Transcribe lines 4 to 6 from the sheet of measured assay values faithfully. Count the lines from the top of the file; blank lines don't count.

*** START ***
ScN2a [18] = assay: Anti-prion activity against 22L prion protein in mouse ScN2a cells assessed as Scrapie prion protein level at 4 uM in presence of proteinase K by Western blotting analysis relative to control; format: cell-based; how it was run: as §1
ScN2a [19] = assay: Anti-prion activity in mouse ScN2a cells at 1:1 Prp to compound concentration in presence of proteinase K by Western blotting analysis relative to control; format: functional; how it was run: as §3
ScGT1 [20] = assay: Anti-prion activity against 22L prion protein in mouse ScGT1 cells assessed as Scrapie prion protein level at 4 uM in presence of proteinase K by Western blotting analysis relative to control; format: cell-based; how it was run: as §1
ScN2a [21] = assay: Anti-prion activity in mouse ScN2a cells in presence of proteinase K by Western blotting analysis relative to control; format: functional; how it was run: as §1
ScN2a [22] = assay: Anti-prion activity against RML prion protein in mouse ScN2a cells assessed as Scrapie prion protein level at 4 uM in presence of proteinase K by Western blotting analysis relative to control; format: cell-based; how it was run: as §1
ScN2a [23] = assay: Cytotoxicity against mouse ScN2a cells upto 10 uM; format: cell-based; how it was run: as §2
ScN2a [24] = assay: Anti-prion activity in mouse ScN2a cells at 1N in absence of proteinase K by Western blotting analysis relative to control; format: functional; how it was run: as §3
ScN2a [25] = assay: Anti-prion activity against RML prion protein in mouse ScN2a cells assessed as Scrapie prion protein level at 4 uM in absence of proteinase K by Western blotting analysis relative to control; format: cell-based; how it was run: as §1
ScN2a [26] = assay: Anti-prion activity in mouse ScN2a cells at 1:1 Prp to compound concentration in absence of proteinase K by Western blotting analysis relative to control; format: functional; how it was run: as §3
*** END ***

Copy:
ScN2a [21] = assay: Anti-prion activity in mouse ScN2a cells in presence of proteinase K by Western blotting analysis relative to control; format: functional; how it was run: as §1
ScN2a [22] = assay: Anti-prion activity against RML prion protein in mouse ScN2a cells assessed as Scrapie prion protein level at 4 uM in presence of proteinase K by Western blotting analysis relative to control; format: cell-based; how it was run: as §1
ScN2a [23] = assay: Cytotoxicity against mouse ScN2a cells upto 10 uM; format: cell-based; how it was run: as §2